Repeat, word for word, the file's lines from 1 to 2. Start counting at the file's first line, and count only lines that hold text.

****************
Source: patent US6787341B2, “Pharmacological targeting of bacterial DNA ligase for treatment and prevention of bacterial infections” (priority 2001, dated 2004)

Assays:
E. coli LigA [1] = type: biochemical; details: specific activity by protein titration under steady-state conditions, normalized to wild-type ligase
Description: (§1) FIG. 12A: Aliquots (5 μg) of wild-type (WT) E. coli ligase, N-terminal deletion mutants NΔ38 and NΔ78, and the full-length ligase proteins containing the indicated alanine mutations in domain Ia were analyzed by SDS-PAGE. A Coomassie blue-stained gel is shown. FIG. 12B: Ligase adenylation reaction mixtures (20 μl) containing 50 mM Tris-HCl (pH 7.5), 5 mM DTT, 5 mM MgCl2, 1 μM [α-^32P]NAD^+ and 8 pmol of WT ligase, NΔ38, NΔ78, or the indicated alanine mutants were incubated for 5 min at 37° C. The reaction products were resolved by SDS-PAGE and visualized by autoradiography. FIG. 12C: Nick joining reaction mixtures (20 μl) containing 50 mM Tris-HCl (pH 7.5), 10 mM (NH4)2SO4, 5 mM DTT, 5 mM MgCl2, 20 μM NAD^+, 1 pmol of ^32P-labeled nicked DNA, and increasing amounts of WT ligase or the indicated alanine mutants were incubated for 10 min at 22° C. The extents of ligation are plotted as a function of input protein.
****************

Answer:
Source: patent US6787341B2, “Pharmacological targeting of bacterial DNA ligase for treatment and prevention of bacterial infections” (priority 2001, dated 2004)

Assays: